Sunday, May 17, 2015

Flambe: a retrospective

When I was a kid, my Mom kept all of her recipes either in her head or on hand-written 3x5 cards in the cupboard. Over time, she got organized and put everything into some software for Mac called Mangia.

Years later, in the early 2000s, she found that Mangia was discontinued, and all of her recipes were stuck there. Being a computer science student at the time, it either fell on me or I volunteered to come up with something better.

I spent entirely too many hours writing what I planned to be the Next Great Recipe Program, Flambé, with the ability to share recipes online and request recipes from the worldwide community of cooking enthusiasts. I endeavored into writing clever spiders that would collect tens or hundreds of thousands of recipes from other online databases. (To this day, I still have several zip files hundreds of megabytes in size containing gathered recipes.) I wrote interesting regular expressions to be able to split an ingredient such as "1T brown sugar, packed (optional)" into constituent components quantity (1), unit (T), item (brown sugar), remarks (packed) and isOptional (true). I put many of these recipes online on a searchable database for anyone to use, either with the program or without.

Dat splash screen

I spent hundreds of hours doing this in part because I really enjoy cooking. I have fond memories of helping Mom in the kitchen with chocolate chip cookies, no bake cookies, peanut butter cookies (my favorite as a child), and more, and I still love spending time in the kitchen.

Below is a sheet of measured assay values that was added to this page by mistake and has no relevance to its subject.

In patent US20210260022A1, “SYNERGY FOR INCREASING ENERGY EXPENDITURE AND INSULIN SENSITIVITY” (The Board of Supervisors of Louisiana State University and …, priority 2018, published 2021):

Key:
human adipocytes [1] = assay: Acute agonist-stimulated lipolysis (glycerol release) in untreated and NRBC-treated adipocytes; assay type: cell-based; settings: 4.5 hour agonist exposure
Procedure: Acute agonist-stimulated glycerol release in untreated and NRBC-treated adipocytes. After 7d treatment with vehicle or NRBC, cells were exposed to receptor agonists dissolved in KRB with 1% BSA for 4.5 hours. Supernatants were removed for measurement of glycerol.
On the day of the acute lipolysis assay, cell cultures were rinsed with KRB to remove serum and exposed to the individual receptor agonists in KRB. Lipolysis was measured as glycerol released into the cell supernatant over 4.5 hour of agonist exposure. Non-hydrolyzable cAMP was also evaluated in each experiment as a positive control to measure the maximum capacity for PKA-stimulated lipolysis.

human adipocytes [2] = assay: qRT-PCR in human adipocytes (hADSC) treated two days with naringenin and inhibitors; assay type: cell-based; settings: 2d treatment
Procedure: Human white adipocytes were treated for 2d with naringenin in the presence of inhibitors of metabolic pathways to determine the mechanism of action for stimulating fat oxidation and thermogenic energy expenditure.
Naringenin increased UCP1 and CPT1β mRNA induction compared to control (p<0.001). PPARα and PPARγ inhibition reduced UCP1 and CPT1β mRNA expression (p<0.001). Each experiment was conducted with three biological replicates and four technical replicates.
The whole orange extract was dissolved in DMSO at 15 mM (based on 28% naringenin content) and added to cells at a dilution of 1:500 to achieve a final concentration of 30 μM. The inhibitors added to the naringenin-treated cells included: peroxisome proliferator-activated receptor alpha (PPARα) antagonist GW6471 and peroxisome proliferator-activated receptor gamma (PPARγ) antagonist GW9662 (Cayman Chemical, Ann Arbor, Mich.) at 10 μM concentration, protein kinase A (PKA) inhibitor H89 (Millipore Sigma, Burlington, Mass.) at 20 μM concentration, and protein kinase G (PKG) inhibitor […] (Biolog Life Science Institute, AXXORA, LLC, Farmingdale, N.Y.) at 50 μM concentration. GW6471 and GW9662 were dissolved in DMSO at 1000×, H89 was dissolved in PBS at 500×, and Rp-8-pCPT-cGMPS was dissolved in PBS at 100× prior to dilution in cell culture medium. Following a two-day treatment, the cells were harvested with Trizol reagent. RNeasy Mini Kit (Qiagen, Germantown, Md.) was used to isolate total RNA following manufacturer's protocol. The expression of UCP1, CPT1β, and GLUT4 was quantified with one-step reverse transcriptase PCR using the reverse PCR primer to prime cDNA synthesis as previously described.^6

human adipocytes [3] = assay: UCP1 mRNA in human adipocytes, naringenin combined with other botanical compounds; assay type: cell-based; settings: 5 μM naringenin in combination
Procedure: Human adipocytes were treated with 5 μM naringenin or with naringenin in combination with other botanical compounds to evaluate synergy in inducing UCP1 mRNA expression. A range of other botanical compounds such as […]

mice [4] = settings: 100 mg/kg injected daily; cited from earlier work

Just the same, my program kind of sucked. I focused heavily on features that weren't really that useful. (Peer-to-peer sharing of recipes via an HTTP server built into the program? What was I thinking?) So it comes as no surprise that the worldwide community of enthusiasts never showed up. My program was used pretty much exclusively by my immediate family. But I did learn a good deal and had a good time doing it.

Every now and then, though, my brother would email me asking how he could upload a recipe to my online database, or whether I have this or that recipe. He's the last known user of my terrible software, so rather than hasten the death of Flambé (which quite possibly is the correct path), I decided to drag it on by whipping up a "quick" revised version that has the core functionality.

While Flambé never really went anywhere, I was fortunate to work on a project at work this spring for the OneNote team in which we make it extremely easy to save recipes from websites into your OneNote notebook of choice. Maybe there's hope for my recipe-sharing utopian dream yet.